20-22, Expedition, Bolivar to Grand Junction & La Grange, and skirmish*
SEPTEMBER 20-22, 1862.--Expedition from Bolivar to Grand Junction and La Grange, Tenn., and skirmish
Brig. Gen. Jacob G. Lauman, U. S. Army, First Brigade, Fourth Division, District of West Tennessee
HDQRS. FIRST BRIGADE, FOURTH DIVISION,
Bolivar, Tenn., September 22, 1862.
GEN.: We left our camp, 5 miles north of Grand Junction, on Sunday morning, between 7 and 8 o'clock, having previously sent forward the cavalry to Grand Junction and La Grange, and proceeded slowly until we arrived within 2 miles of the Junction, where I halted the column to let it close up. While resting here Maj. Mudd came in from La Grange with information that he saw there a large body of infantry and cavalry moving on the La Grange road toward our rear with the evident intention of cutting off our train. Having previously received information that a large force was at Davis' Mills, I without a moment's delay ordered the train to fall back, following it closely with my main column. We passed the railroad crossing where we encamped the previous night and where the road forks to Grand Junction and La Grange about twenty minutes before the rebel cavalry, closely followed, as I have since learned, by their infantry and artillery. They hung upon our rear until about 1 o'clock, when, arriving near the creek, about 2 miles north of Van Buren, where, finding it necessary to halt my train for rest and water, I placed my command in position so as fully to command the approaches and sent out a small force of cavalry to see whether the rebels were still on our track. They soon returned, with the rebel cavalry at their heels. Letting them approach to within easy range, Mann's battery (Lieut. Brotzmann commanding) opened on them and sent them flying back. My train by this time having rested and watered we continued our progress, and arrived in camp at dusk.
Our casualties were few, for which I refer you to the accompanying reports.
I have the honor to be, general, your most obedient servant,
J. G. LAUMAN, Brig.-Gen.
Report of Col. Silas Noble, Second Illinois Cavalry.
HDQRS. SECOND ILLINOIS CAVALRY, Bolivar, Tenn., September 22, 1862.
SIR: I have the honor to report that in compliance with Orders, No. 200, I marched with 350 men of my command as the advance of the forces under command of Gen. Lauman, and entered Grand Junction about 5 p. m. of the 20th; found everything quiet at that place and but very few inhabitants left there. From all the information I could gather the force of the enemy near Davis' Mills was about 8,000. Having accomplished the reconnaissance of the place and vicinity I returned about 4 miles to the camp of Gen. Lauman and bivouacked for the night.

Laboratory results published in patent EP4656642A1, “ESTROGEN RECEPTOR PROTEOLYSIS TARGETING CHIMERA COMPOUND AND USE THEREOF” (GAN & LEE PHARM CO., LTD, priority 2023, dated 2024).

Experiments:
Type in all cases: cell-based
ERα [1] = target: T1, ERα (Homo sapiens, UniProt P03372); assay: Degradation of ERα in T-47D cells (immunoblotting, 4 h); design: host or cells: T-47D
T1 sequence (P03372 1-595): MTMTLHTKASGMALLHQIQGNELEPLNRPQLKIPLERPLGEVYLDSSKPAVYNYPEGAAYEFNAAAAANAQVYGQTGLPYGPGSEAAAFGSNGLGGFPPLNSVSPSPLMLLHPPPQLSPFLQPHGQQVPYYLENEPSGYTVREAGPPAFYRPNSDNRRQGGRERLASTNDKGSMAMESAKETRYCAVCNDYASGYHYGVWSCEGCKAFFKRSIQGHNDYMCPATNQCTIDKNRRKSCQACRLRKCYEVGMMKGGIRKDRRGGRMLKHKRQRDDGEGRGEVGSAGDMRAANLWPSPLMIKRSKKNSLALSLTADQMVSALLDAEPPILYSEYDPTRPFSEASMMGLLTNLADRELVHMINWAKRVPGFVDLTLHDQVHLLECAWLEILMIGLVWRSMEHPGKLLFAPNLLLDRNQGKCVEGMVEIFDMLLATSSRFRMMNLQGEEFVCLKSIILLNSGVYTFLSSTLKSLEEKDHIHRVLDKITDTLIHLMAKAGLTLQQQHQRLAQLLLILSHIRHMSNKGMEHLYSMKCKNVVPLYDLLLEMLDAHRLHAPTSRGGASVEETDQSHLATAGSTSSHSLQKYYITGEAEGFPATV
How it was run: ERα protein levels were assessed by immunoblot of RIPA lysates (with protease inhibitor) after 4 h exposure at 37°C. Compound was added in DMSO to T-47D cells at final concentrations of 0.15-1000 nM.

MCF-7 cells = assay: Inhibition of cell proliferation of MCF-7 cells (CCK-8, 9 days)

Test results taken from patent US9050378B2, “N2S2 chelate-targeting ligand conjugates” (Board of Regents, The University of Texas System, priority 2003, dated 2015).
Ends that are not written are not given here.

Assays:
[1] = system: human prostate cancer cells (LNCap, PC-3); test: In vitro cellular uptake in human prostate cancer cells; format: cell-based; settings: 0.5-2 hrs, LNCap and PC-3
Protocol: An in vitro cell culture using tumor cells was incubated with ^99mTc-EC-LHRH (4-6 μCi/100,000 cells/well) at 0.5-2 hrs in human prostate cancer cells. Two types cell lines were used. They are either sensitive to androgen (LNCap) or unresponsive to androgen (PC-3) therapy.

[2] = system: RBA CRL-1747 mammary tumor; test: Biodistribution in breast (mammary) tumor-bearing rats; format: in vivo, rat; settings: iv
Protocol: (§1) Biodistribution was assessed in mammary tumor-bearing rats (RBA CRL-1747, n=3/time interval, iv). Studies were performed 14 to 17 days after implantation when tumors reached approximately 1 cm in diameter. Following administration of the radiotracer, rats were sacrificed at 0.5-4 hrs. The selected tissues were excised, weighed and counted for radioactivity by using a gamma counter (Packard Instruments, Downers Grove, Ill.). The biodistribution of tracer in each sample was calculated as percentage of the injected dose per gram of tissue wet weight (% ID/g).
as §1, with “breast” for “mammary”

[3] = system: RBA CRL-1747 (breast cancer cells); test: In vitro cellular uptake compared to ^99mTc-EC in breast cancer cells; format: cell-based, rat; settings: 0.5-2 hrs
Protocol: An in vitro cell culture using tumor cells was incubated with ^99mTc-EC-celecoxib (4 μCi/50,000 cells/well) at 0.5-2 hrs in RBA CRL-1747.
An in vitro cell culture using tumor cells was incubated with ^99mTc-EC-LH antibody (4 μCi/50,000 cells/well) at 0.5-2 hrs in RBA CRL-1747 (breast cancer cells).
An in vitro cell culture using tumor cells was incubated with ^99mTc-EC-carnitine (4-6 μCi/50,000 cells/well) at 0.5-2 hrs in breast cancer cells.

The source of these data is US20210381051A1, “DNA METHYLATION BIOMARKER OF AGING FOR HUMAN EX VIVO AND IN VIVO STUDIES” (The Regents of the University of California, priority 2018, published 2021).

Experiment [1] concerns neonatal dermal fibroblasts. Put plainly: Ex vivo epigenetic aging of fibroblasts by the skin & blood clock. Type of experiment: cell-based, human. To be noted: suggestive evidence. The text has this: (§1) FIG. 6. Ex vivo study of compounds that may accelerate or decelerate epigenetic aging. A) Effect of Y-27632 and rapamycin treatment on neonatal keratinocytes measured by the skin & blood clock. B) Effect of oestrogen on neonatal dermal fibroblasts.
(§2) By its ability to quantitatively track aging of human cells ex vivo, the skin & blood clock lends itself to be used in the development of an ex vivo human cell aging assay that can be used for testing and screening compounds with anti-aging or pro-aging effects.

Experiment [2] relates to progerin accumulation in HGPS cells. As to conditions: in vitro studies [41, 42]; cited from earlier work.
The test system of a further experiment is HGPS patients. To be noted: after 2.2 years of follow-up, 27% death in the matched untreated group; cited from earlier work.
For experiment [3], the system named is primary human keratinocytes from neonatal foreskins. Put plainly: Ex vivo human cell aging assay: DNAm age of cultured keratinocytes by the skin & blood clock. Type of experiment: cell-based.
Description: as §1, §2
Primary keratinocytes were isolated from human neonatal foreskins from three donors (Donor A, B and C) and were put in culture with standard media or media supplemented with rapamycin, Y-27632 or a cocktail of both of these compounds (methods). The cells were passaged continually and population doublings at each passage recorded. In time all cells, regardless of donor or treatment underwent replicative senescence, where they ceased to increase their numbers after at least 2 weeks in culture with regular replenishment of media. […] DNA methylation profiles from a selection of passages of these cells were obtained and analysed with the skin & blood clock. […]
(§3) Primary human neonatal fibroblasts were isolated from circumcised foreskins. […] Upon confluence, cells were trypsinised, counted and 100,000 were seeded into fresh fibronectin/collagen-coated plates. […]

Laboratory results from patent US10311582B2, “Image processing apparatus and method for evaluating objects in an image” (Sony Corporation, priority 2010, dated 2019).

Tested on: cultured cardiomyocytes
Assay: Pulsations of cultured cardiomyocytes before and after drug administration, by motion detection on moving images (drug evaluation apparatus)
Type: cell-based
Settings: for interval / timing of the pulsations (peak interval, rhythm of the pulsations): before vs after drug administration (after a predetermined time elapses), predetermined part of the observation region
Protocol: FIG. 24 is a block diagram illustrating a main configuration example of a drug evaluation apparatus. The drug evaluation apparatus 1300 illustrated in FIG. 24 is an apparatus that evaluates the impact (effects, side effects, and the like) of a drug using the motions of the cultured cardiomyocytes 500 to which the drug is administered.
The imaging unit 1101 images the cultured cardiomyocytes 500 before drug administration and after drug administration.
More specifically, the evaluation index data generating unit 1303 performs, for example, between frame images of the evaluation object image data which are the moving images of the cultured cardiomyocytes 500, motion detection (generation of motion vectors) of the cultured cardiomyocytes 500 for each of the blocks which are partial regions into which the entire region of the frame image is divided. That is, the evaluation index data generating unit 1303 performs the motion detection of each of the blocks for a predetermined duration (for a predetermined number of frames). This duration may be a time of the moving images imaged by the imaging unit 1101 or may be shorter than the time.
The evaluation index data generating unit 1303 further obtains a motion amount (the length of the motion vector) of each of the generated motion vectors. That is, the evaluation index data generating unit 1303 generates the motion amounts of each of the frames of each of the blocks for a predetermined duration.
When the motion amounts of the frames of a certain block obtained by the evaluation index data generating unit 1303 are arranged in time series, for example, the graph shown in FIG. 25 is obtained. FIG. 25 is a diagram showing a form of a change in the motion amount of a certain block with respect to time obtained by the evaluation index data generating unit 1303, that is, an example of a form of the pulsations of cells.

On the morning of the 21st, in accordance with orders from Gen. Lauman, I went again to Grand Junction, sending two companies, under command of Maj. Mudd, to La Grange, to examine that place and the country around it. At Grand Junction all was in the same condition in which I found it the evening previous. I was directed to hold this place until the arrival of Gen. Lauman with the main force. But, upon learning from Maj. Mudd that the enemy in large force was making a movement to pass to the rear of our army through La Grange, I at once retired and joined Gen. Lauman, and with him returned to this place, the cavalry under my command being employed as flankers and reconnoitering parties.
Maj. Mudd was active in ascertaining the position and force of the enemy. I have the honor to inclose his report.
I have the honor to be, very respectfully, your obedient servant,
S. NOBLE, Col., Comdg. Second Illinois Cavalry.
Report of Maj. John J. Mudd, Second Illinois Cavalry.
BOLIVAR, TENN., September 22, 1862.
COL.: I have the honor to report the following as the part performed by the detachment of Second Illinois Cavalry, under my command, in the recent movement on Grand Junction and La Grange:
When on Saturday evening you moved forward from the main body I took command of the advance, being Company K, Capt. Jones, and 20 men of Company H, under Capt. Higgins, and moved rapidly to Grand Junction, dispersing a squad of rebel soldiers on our way. Finding no enemy at that place, I had just pressed a guide and started Capt. Jones with his company in direction of Davis' Mills when you arrived and recalled him.